My understanding of the ISO setting on digital cameras is that, unlike film-cameras, changing the ISO does not evoke any physical change in the camera. Rather, it simply tells the camera to multiply ...
For example, if we have a film with ISO/ASA speed of 100, is it equivalent to setting ISO = 100 on DSLRs?
Today in Digital SLR era, when I find myself in low light situation in a place that I can't use my tripod or I don't have it, and still don't want to get blurry images, I use the widest aperture which ...
I was thinking at the differences between SLR and DLSR (in Manual mode). In both cases you can change aperture and shutter speed as it suits you. But with SLR you are stuck with the ISO of the film ...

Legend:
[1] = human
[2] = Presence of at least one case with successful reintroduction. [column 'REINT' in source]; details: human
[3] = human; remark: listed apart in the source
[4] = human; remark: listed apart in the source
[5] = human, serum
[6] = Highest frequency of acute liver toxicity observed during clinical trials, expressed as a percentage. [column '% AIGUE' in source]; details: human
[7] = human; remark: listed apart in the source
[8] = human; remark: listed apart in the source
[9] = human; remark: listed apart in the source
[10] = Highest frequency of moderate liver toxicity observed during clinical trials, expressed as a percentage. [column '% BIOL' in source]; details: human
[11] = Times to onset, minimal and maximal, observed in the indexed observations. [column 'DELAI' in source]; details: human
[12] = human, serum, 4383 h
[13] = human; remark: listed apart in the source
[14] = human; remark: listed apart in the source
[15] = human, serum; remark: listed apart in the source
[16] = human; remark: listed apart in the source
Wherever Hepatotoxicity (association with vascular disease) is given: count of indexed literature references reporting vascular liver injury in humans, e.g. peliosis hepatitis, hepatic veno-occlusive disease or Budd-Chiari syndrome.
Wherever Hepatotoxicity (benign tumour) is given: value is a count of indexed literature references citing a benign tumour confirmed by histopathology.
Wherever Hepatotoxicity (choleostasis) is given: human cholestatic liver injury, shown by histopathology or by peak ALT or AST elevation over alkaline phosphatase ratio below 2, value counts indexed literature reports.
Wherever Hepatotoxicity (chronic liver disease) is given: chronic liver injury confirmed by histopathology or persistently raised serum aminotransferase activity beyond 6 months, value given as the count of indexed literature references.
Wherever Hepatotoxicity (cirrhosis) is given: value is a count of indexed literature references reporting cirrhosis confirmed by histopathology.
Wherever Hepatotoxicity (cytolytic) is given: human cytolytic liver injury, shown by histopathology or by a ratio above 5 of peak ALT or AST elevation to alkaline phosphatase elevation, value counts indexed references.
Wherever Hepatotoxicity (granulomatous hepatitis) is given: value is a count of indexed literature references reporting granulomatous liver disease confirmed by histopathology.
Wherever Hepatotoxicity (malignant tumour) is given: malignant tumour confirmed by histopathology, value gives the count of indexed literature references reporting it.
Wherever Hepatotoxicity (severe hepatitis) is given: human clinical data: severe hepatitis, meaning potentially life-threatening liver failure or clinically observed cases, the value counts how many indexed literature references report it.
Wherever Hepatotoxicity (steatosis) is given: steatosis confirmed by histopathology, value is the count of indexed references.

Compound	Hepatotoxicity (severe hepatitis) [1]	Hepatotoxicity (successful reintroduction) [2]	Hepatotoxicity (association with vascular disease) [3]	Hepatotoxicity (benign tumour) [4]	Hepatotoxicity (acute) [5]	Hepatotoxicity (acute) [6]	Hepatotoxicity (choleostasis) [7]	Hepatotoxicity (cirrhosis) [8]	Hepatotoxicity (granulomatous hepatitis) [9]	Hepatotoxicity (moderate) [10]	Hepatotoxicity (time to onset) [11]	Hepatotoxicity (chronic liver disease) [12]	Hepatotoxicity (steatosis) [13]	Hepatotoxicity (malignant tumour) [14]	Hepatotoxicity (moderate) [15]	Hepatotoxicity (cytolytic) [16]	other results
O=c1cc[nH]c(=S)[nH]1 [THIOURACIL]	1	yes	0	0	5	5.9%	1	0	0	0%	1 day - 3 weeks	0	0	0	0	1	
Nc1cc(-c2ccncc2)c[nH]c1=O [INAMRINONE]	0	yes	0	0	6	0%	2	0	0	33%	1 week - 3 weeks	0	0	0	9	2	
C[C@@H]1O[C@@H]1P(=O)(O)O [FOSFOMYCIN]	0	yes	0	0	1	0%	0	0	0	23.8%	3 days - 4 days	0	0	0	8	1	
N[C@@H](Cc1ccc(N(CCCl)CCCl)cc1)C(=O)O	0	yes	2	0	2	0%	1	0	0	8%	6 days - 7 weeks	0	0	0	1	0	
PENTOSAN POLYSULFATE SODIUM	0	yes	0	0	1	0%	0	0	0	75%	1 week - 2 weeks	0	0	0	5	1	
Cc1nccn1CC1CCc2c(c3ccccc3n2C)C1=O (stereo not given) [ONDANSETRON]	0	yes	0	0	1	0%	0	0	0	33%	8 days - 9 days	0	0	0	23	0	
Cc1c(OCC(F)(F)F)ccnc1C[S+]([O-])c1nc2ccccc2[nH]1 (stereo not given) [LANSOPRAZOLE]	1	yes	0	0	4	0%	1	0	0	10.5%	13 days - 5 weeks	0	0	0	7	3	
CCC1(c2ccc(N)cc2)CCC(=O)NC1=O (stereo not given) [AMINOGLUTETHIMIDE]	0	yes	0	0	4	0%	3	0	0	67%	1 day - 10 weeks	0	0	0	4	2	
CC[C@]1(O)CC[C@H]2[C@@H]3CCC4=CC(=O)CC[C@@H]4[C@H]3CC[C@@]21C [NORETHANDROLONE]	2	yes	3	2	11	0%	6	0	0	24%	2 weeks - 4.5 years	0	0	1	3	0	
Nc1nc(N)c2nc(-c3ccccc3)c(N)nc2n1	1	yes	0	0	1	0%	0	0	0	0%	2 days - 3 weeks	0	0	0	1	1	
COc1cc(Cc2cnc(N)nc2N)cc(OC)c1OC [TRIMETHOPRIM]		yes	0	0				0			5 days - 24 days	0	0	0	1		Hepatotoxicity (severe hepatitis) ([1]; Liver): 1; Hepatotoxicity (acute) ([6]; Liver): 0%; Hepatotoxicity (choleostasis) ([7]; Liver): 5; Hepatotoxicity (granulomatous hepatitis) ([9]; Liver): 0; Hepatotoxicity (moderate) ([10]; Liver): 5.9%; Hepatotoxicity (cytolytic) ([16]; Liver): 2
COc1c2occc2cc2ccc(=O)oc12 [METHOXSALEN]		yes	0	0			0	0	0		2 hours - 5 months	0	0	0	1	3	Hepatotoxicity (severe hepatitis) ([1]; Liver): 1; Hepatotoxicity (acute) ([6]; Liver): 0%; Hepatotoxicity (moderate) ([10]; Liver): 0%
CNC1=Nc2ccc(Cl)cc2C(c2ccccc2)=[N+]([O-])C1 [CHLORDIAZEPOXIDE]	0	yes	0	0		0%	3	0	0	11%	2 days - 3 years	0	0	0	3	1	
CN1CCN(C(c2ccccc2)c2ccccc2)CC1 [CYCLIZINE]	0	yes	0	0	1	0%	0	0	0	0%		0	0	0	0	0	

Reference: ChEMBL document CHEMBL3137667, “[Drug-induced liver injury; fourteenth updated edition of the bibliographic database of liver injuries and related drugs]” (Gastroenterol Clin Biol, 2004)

Possible Duplicate: Why can't the ISO level on most digital cameras be set below 80 So, take your typical DSLR sensor. It probably tops out at anywhere between 1600 - 6400 ISO. The ...
In times of film photography there was a rule to either use ISO 100 film (or even great Velvia 50) which usually had considerably less grain noise than ISO 400 film. So 100 for outside or well lit ...
What is "ISO" in general, and how is the scale defined? How does the ISO scale for film speed differ from ISO sensitivity as used in digital cameras? Is lower ISO always better?
What is the difference between digital high ISO noise and film grain? Why does one "eat detail" and the other does not?
Is there some kind of equivalency table or formula that expresses what kind of pixels you need in a digital camera to have roughly the same quality as a particular ISO graded film? What other ...